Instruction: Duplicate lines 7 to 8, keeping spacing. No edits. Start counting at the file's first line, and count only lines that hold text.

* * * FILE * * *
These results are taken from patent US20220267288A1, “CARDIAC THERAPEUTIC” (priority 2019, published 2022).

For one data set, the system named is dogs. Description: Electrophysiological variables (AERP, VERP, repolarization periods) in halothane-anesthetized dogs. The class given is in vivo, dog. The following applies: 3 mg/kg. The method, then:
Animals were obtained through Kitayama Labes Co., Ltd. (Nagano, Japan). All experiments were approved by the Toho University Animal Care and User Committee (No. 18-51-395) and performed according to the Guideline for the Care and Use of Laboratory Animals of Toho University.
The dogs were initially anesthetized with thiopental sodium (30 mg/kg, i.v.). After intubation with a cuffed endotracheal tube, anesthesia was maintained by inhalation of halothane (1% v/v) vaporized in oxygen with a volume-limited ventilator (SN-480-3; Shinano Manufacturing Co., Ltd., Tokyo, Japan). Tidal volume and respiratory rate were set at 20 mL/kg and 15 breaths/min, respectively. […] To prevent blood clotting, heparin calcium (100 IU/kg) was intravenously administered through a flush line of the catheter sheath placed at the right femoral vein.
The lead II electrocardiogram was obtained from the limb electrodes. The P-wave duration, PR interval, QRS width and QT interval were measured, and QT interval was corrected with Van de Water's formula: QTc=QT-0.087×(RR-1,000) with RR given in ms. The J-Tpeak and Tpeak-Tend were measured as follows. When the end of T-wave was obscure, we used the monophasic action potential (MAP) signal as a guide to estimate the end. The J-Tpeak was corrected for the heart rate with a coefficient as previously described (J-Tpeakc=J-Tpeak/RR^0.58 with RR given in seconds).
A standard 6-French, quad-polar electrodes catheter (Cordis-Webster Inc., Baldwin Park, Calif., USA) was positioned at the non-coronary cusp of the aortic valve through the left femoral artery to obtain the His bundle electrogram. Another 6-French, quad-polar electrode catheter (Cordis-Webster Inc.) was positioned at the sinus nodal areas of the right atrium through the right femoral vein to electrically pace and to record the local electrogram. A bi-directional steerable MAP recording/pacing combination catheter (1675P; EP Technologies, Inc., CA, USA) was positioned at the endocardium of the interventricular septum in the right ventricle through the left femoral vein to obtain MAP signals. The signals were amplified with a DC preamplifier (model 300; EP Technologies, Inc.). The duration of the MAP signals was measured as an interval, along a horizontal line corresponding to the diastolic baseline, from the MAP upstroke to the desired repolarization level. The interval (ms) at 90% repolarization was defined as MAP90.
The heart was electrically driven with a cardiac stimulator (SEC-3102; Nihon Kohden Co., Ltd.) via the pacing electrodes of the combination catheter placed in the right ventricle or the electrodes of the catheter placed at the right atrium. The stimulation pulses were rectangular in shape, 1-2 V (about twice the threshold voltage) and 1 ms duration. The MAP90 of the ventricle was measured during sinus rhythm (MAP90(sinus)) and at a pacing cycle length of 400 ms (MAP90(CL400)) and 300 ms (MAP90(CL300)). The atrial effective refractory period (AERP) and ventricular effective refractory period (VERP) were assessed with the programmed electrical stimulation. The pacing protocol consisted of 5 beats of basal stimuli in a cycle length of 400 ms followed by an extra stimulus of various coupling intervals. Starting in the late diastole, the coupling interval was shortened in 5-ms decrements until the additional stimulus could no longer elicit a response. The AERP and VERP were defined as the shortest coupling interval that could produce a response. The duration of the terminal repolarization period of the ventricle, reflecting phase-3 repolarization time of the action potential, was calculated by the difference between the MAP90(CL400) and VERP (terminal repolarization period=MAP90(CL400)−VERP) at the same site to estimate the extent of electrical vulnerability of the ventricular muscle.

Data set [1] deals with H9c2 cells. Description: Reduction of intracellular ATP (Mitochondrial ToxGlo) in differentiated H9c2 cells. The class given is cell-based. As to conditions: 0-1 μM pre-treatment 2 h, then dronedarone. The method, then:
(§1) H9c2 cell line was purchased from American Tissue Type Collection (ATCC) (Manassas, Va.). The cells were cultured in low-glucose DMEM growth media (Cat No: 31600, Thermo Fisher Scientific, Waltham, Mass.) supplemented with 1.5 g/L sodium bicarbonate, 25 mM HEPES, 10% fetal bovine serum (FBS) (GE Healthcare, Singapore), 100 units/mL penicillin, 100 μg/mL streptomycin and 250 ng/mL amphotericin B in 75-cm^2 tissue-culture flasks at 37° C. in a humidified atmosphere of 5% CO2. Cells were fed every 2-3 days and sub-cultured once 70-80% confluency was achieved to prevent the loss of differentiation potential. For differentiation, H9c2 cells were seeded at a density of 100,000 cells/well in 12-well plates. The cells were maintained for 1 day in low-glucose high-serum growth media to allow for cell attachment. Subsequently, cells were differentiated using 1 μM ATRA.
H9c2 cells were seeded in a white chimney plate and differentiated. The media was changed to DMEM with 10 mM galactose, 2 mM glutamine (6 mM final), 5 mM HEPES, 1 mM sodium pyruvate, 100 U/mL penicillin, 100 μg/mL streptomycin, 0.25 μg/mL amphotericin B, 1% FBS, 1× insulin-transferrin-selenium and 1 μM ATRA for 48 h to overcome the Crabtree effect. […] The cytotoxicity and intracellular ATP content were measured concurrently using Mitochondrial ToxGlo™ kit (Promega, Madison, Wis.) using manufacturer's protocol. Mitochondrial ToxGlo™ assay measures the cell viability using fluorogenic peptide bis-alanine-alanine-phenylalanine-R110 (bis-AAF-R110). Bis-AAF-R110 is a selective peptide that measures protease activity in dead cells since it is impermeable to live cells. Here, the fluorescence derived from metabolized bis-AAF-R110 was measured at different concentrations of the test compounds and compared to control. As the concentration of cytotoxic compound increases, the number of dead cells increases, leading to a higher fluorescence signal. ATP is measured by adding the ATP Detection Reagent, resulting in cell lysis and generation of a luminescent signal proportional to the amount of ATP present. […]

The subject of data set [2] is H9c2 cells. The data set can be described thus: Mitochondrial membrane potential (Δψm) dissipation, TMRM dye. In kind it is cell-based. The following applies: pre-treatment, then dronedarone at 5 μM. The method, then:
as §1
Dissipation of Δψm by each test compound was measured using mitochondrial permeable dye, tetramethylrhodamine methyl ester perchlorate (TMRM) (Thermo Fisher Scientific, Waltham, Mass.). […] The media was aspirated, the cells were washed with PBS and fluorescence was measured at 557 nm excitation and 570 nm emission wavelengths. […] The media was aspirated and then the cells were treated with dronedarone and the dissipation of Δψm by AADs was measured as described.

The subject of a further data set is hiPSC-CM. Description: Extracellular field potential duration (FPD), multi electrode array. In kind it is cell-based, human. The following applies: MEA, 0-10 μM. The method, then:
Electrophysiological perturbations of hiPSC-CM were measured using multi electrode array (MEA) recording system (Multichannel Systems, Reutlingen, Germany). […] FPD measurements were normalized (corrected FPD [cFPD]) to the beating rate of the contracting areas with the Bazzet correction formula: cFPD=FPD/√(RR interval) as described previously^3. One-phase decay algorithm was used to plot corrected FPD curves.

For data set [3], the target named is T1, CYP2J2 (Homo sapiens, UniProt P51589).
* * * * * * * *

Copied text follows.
The heart was electrically driven with a cardiac stimulator (SEC-3102; Nihon Kohden Co., Ltd.) via the pacing electrodes of the combination catheter placed in the right ventricle or the electrodes of the catheter placed at the right atrium. The stimulation pulses were rectangular in shape, 1-2 V (about twice the threshold voltage) and 1 ms duration. The MAP90 of the ventricle was measured during sinus rhythm (MAP90(sinus)) and at a pacing cycle length of 400 ms (MAP90(CL400)) and 300 ms (MAP90(CL300)). The atrial effective refractory period (AERP) and ventricular effective refractory period (VERP) were assessed with the programmed electrical stimulation. The pacing protocol consisted of 5 beats of basal stimuli in a cycle length of 400 ms followed by an extra stimulus of various coupling intervals. Starting in the late diastole, the coupling interval was shortened in 5-ms decrements until the additional stimulus could no longer elicit a response. The AERP and VERP were defined as the shortest coupling interval that could produce a response. The duration of the terminal repolarization period of the ventricle, reflecting phase-3 repolarization time of the action potential, was calculated by the difference between the MAP90(CL400) and VERP (terminal repolarization period=MAP90(CL400)−VERP) at the same site to estimate the extent of electrical vulnerability of the ventricular muscle.

Data set [1] deals with H9c2 cells. Description: Reduction of intracellular ATP (Mitochondrial ToxGlo) in differentiated H9c2 cells. The class given is cell-based. As to conditions: 0-1 μM pre-treatment 2 h, then dronedarone. The method, then: